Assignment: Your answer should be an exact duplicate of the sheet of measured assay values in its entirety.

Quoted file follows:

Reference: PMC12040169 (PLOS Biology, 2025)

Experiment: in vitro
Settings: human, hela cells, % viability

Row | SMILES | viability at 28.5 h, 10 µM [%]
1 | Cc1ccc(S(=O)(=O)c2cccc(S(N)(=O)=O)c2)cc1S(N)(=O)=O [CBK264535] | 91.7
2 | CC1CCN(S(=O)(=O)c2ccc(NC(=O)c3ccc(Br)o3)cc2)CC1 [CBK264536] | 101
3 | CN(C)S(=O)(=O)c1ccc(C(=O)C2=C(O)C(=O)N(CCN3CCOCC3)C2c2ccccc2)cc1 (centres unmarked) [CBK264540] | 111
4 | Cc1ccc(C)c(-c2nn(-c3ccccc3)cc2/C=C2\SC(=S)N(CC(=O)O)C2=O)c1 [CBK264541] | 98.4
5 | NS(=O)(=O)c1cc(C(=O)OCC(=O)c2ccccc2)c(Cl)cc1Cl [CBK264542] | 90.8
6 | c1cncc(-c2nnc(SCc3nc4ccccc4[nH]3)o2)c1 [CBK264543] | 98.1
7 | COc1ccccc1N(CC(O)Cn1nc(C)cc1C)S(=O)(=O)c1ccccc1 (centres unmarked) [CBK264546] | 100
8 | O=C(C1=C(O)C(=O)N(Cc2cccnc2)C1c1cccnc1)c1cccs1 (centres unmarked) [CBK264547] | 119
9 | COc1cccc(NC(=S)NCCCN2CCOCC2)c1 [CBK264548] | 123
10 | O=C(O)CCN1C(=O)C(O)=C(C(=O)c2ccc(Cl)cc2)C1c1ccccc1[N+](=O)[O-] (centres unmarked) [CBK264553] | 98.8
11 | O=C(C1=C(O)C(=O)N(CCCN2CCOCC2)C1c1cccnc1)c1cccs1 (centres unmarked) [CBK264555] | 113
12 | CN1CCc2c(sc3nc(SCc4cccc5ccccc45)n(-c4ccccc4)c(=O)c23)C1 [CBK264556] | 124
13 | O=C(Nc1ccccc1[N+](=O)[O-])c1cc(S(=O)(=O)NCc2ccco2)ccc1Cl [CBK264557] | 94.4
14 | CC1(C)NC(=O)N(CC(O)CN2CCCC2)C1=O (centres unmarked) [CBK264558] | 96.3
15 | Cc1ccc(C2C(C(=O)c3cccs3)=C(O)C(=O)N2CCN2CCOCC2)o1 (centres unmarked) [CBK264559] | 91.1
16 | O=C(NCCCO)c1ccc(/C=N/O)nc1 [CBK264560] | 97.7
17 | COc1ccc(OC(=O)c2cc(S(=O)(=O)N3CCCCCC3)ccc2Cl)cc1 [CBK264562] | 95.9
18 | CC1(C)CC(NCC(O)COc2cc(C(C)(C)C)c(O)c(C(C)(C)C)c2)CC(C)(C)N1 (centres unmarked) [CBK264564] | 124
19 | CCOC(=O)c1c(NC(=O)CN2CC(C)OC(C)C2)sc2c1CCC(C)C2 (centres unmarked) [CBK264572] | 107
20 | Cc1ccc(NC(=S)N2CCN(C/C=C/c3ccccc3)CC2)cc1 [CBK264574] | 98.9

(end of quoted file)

Reference: PMC12040169 (PLOS Biology, 2025)

Experiment: in vitro
Settings: human, hela cells, % viability

Row | SMILES | viability at 28.5 h, 10 µM [%]
1 | Cc1ccc(S(=O)(=O)c2cccc(S(N)(=O)=O)c2)cc1S(N)(=O)=O [CBK264535] | 91.7
2 | CC1CCN(S(=O)(=O)c2ccc(NC(=O)c3ccc(Br)o3)cc2)CC1 [CBK264536] | 101
3 | CN(C)S(=O)(=O)c1ccc(C(=O)C2=C(O)C(=O)N(CCN3CCOCC3)C2c2ccccc2)cc1 (centres unmarked) [CBK264540] | 111
4 | Cc1ccc(C)c(-c2nn(-c3ccccc3)cc2/C=C2\SC(=S)N(CC(=O)O)C2=O)c1 [CBK264541] | 98.4
5 | NS(=O)(=O)c1cc(C(=O)OCC(=O)c2ccccc2)c(Cl)cc1Cl [CBK264542] | 90.8
6 | c1cncc(-c2nnc(SCc3nc4ccccc4[nH]3)o2)c1 [CBK264543] | 98.1
7 | COc1ccccc1N(CC(O)Cn1nc(C)cc1C)S(=O)(=O)c1ccccc1 (centres unmarked) [CBK264546] | 100
8 | O=C(C1=C(O)C(=O)N(Cc2cccnc2)C1c1cccnc1)c1cccs1 (centres unmarked) [CBK264547] | 119
9 | COc1cccc(NC(=S)NCCCN2CCOCC2)c1 [CBK264548] | 123
10 | O=C(O)CCN1C(=O)C(O)=C(C(=O)c2ccc(Cl)cc2)C1c1ccccc1[N+](=O)[O-] (centres unmarked) [CBK264553] | 98.8
11 | O=C(C1=C(O)C(=O)N(CCCN2CCOCC2)C1c1cccnc1)c1cccs1 (centres unmarked) [CBK264555] | 113
12 | CN1CCc2c(sc3nc(SCc4cccc5ccccc45)n(-c4ccccc4)c(=O)c23)C1 [CBK264556] | 124
13 | O=C(Nc1ccccc1[N+](=O)[O-])c1cc(S(=O)(=O)NCc2ccco2)ccc1Cl [CBK264557] | 94.4
14 | CC1(C)NC(=O)N(CC(O)CN2CCCC2)C1=O (centres unmarked) [CBK264558] | 96.3
15 | Cc1ccc(C2C(C(=O)c3cccs3)=C(O)C(=O)N2CCN2CCOCC2)o1 (centres unmarked) [CBK264559] | 91.1
16 | O=C(NCCCO)c1ccc(/C=N/O)nc1 [CBK264560] | 97.7
17 | COc1ccc(OC(=O)c2cc(S(=O)(=O)N3CCCCCC3)ccc2Cl)cc1 [CBK264562] | 95.9
18 | CC1(C)CC(NCC(O)COc2cc(C(C)(C)C)c(O)c(C(C)(C)C)c2)CC(C)(C)N1 (centres unmarked) [CBK264564] | 124
19 | CCOC(=O)c1c(NC(=O)CN2CC(C)OC(C)C2)sc2c1CCC(C)C2 (centres unmarked) [CBK264572] | 107
20 | Cc1ccc(NC(=S)N2CCN(C/C=C/c3ccccc3)CC2)cc1 [CBK264574] | 98.9